Ballina Anzac parade
By DAWN COHEN
VETERAN Mac MacCallum dug deep to straighten his stiff back as he marched in front of people lining the street for the Anzac Day march in Ballina yesterday.
"As you get older it is hard to stand up straight," said the Ballina RSL subbranch vice-president.
"But I felt that proud with so many people at the march, I stood tall."
More than 5000 people lined River Street as the drums and bagpipes of the Ballina Pipe Band led more than 1000 ex-servicemen and supporters to the Grant Street RSL Club memorial.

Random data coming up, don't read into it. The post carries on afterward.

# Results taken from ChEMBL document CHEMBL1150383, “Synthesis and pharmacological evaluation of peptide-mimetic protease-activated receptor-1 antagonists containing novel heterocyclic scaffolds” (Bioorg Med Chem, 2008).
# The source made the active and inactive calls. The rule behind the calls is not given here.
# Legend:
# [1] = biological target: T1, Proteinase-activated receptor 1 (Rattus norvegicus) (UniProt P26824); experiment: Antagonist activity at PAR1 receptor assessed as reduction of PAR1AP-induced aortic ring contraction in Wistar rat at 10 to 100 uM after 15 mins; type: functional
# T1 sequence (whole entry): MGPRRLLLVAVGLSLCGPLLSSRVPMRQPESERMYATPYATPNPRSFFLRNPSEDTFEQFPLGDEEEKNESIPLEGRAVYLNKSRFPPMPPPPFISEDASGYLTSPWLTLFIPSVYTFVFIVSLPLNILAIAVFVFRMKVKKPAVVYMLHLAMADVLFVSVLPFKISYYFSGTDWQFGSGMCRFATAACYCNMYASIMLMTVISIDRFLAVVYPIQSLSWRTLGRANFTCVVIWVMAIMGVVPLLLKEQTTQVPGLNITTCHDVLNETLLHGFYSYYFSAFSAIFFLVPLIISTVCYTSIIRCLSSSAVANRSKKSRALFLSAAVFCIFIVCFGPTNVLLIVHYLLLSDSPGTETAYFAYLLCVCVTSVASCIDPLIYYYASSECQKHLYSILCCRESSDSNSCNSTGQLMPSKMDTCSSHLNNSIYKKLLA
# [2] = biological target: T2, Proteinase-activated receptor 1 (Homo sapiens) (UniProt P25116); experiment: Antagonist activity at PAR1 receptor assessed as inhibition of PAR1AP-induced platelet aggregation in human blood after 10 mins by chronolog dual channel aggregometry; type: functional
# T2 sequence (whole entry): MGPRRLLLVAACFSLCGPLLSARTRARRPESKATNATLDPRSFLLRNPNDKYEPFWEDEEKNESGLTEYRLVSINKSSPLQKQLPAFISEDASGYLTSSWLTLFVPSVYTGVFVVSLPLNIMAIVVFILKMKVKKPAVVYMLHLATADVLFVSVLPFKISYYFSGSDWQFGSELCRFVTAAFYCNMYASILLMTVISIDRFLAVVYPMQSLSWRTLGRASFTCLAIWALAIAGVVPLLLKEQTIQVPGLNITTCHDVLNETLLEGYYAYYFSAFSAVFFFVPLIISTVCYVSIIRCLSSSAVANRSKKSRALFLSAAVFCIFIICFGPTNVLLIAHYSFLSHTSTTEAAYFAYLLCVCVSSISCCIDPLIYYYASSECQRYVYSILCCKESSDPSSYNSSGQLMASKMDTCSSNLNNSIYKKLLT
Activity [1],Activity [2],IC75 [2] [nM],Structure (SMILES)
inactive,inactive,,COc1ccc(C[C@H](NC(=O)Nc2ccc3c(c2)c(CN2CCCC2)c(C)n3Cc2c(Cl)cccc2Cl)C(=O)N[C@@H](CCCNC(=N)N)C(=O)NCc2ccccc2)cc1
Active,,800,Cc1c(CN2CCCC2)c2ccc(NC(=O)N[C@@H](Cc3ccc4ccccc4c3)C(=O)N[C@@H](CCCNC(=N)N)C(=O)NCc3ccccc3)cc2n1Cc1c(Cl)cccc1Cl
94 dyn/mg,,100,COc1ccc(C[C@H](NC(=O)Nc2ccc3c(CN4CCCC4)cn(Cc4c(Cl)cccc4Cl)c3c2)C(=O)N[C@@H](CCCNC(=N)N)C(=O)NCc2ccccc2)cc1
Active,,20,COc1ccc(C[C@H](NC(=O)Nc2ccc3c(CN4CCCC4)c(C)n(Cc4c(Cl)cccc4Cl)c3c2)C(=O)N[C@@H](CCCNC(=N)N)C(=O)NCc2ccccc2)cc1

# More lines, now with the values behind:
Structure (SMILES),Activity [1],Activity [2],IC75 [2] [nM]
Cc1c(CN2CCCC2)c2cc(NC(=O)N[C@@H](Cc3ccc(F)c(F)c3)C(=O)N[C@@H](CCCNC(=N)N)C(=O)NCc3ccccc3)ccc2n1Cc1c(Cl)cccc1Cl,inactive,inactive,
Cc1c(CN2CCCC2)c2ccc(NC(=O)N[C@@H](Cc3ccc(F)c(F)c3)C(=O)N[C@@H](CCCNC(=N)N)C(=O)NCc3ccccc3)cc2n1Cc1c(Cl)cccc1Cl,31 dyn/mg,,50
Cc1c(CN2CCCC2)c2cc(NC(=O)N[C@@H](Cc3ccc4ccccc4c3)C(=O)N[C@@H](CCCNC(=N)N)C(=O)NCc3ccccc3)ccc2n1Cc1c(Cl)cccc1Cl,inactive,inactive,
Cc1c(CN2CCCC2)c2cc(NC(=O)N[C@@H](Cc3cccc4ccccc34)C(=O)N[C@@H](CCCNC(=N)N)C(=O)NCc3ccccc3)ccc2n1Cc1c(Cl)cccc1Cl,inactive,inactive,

In his commemorative address, Daniel Craig, vice-captain of Ballina High School, said while Gallipoli failed in its military objectives, it bequeathed a tangible and powerful legacy of Anzac pride and remembrance 90 years after its occurrence.
"We are ready to respect and remember what the Anzacs did," he said.
More than 500 people attended the dawn service and about 150 made the pilgrimage to East Ballina cemetery.
It was the largest turnout mayor Cr Phil Silver recalls at a Ballina Anzac Day commemoration. "It is very gratifying," he said.
RSL sub-branch president Blue McNally said more people attended because the club involved schools in the march.
Mother-of-three Megan Howe confirmed his theory.
She watched the parade with two of her children while a third, Gabrielle, marched with her school.
"I want my children to remember their heritage," said the Ballina resident. "This is our history," Ms Howe. said.
"It is important that we understand what went before."